The LED diffuser on top of the module is beveled with sharp edge like a razor blade. It features non-overlapping light guide design and water flow effects. It is compatible with with the motherboard’s software such as Asus Aura Sync, ASRock Polychrome Sync, Gigabyte Fusion 2.0, and MSI Mystic Light Sync.

The MARS is tall as the module measures just shy of 2 inches. However, we did not have issue with our Noctua NH-D14, one of the biggest cooler available.

Sixteen chips are on both sides of the DIMM for a total of 32GB per stick. The chip of choice is SK Hynix.

Running the memory at DDR4-4000MHz needs a little bit extra voltage, 1.4V to be exact, than the standard DDR4 1.2V. This should not be an issue for most motherboards. The timing on the Mars is kept at relatively loose at 19-23-23-46-70. One XMP profile is configured at the specified speed and timing. In addition, the JEDEC SPD of 2,666 MHz is present with timings of 20-19-19-43 as a fall back setting.

Despite being a relatively newcomers to the DRAM market, we are glad to report that Neo Forza offers limited lifetime warranty for the memory module. So rest assured that should there be any issue, you would be taken care of.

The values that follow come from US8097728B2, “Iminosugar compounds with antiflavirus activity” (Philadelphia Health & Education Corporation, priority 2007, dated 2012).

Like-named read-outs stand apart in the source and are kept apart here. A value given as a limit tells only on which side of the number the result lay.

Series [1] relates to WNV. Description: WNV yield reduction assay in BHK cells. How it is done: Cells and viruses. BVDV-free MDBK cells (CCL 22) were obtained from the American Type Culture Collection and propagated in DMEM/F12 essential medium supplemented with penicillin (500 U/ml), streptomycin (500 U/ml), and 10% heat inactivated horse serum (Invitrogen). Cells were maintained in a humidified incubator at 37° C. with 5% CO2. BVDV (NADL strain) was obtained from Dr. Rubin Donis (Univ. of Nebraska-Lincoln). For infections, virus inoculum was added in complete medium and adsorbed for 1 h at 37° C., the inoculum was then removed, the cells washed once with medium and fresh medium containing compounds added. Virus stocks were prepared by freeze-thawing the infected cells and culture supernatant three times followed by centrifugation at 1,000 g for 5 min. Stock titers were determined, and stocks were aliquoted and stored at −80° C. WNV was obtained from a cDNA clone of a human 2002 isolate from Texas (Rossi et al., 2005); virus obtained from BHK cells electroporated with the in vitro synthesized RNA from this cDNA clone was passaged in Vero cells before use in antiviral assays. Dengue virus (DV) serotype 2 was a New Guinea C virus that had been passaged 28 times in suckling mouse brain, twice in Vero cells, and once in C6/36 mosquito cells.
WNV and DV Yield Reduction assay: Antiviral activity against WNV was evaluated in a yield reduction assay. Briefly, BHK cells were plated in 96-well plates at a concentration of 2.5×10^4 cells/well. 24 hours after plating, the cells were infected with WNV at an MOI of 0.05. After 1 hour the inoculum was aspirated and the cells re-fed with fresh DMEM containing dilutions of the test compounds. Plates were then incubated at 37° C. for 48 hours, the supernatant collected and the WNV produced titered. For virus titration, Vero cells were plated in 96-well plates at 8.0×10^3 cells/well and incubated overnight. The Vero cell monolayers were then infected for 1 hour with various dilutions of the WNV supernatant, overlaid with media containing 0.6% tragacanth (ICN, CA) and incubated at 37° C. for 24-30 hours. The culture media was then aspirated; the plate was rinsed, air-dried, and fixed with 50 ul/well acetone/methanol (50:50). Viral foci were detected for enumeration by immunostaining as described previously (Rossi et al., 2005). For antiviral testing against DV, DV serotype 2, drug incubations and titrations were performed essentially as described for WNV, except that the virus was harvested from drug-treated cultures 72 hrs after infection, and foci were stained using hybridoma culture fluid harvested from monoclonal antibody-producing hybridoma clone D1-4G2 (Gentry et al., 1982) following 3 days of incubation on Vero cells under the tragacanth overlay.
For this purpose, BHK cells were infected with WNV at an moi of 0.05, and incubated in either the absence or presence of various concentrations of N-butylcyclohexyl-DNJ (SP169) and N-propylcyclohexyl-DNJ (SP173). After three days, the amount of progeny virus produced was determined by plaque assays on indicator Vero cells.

Okay, let’s get the overclocking out of the way.

We install the Neo Forza MARS into our Asus TUF Gaming Z690 Plus WiFi D4 motherboard with Intel Core i5-12600K processor. The Intel’s Z690 chipset officially supports DDR4 up to 3200 MHz and most system should be able to run memory at 3600 MHz without much trouble. Running any speed beyond 3600 MHz will depend on the motherboard, the memory chip, and the memory controller. The Z690 has two gears for the memory controller. The gear 1 runs the memory controller and the frequency at 1:1 ratio, ie matches the memory controller to the memory frequency. The gear 2 runs the memory controller and the frequency at 1:2 ratio, ie the controller runs at half of the speed of the memory frequency.

Unfortunately, we could only edge out 200 MHz more out of the memory. We are able to get the memory to run at 4,200 MHz with 19-26-26-46 timings at 1.42V, just 0.02 volts from the stock. Raising the voltage even higher to 1.45V would not allow us to push the memory more. We probably could push the memory a little further than that but we want risk damaging the modules.